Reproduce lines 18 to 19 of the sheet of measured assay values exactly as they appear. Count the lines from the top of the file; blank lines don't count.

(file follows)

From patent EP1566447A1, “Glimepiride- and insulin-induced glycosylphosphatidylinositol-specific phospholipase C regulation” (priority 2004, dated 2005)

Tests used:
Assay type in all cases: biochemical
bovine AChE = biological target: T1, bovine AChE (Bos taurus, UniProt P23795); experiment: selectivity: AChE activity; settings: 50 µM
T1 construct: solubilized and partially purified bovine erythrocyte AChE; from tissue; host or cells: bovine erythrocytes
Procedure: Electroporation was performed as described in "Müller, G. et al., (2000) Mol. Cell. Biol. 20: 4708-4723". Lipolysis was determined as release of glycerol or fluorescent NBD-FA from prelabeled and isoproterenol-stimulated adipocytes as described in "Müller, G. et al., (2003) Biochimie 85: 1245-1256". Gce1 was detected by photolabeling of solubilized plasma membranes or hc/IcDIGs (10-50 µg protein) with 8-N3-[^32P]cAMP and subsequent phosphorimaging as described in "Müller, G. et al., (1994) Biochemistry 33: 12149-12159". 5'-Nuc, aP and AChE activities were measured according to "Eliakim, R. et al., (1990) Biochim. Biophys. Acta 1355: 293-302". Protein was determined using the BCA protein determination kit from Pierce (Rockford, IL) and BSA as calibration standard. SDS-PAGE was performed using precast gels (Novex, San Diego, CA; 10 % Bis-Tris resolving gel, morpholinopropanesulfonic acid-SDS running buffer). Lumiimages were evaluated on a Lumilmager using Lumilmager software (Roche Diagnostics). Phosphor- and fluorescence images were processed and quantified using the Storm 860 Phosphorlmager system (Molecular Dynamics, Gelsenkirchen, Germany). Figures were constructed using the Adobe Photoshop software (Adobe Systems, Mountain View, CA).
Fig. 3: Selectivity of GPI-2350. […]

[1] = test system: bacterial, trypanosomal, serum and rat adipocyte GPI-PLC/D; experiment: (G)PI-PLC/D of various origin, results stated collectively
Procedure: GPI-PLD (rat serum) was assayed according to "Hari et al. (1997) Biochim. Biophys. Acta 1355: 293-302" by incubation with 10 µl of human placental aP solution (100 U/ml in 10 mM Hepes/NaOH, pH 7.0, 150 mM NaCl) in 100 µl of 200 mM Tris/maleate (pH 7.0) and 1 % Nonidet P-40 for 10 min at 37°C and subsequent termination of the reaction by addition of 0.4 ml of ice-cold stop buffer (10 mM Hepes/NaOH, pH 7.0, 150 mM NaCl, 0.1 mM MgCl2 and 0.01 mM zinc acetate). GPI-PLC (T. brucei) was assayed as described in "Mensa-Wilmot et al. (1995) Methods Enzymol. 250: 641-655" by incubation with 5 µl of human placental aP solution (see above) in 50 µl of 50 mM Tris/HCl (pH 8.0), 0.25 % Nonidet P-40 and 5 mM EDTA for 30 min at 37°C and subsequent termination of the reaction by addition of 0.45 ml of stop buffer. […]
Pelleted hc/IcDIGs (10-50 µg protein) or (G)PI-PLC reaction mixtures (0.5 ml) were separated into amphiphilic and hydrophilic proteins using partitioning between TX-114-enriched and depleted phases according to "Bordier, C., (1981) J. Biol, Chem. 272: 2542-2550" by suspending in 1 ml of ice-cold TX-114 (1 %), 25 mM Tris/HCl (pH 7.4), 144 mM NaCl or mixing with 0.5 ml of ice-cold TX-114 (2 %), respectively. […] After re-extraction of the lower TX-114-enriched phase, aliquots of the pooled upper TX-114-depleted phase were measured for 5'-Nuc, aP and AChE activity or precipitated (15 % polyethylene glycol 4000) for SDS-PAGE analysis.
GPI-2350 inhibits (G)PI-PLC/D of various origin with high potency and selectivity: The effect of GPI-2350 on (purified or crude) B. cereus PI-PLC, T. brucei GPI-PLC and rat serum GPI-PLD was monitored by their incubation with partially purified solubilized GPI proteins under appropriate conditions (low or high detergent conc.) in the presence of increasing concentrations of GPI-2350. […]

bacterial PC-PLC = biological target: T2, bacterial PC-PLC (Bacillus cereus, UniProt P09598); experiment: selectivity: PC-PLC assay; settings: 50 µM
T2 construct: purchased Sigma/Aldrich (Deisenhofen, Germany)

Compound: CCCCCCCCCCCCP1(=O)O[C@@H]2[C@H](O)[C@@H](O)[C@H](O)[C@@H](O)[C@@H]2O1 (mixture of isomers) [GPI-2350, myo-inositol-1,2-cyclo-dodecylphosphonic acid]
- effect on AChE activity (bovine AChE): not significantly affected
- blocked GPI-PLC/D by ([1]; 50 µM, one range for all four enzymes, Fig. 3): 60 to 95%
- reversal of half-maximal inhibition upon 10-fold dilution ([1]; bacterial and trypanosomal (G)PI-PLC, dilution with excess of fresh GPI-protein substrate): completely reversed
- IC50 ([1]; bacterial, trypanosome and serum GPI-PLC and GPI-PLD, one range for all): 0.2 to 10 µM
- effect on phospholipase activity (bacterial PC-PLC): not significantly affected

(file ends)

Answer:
- IC50 ([1]; bacterial, trypanosome and serum GPI-PLC and GPI-PLD, one range for all): 0.2 to 10 µM
- effect on phospholipase activity (bacterial PC-PLC): not significantly affected